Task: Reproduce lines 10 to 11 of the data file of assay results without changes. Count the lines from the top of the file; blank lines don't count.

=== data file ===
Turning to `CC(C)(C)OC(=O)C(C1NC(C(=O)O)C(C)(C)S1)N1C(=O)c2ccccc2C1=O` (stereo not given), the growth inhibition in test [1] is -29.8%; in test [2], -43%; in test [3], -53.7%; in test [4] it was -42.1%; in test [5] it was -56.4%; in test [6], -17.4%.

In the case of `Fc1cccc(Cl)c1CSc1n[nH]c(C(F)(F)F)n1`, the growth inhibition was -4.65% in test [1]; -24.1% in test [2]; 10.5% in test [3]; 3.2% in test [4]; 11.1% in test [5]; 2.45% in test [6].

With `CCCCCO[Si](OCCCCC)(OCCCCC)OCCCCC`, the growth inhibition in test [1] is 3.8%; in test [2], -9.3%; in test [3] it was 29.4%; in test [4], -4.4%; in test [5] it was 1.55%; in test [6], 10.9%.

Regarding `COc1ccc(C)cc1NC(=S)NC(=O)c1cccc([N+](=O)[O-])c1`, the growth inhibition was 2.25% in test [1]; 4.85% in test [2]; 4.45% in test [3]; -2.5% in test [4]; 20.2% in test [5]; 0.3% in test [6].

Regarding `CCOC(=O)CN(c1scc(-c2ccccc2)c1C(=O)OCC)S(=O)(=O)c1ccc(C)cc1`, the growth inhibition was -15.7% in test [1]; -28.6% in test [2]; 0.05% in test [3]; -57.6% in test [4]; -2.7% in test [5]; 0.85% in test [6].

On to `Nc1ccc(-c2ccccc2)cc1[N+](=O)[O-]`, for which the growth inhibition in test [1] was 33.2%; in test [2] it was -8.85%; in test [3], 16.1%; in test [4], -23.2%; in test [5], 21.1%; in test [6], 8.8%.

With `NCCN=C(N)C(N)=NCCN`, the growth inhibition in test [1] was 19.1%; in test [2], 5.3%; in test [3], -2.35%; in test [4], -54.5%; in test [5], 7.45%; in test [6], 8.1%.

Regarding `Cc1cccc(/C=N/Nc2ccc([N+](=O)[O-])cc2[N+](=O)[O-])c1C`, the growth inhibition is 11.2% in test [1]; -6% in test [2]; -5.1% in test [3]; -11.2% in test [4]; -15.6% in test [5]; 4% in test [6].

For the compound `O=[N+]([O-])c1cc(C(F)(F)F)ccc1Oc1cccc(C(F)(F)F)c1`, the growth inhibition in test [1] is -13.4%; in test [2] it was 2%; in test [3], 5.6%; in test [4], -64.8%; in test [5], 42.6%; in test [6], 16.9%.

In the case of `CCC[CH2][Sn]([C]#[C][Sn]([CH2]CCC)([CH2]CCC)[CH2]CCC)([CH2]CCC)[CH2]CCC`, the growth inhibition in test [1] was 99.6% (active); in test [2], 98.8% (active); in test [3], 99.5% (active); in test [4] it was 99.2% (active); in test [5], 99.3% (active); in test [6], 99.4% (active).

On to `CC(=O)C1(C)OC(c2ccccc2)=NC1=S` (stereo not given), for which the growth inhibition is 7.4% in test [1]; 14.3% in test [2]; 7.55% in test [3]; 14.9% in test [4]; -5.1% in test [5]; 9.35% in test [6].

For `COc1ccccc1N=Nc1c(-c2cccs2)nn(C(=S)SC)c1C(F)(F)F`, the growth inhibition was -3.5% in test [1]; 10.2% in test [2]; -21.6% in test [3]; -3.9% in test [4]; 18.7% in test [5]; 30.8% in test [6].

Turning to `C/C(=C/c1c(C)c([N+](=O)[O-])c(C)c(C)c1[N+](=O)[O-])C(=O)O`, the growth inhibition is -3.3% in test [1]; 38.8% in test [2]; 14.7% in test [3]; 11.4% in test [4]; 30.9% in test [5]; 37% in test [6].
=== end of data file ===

In the case of `CCC[CH2][Sn]([C]#[C][Sn]([CH2]CCC)([CH2]CCC)[CH2]CCC)([CH2]CCC)[CH2]CCC`, the growth inhibition in test [1] was 99.6% (active); in test [2], 98.8% (active); in test [3], 99.5% (active); in test [4] it was 99.2% (active); in test [5], 99.3% (active); in test [6], 99.4% (active).

On to `CC(=O)C1(C)OC(c2ccccc2)=NC1=S` (stereo not given), for which the growth inhibition is 7.4% in test [1]; 14.3% in test [2]; 7.55% in test [3]; 14.9% in test [4]; -5.1% in test [5]; 9.35% in test [6].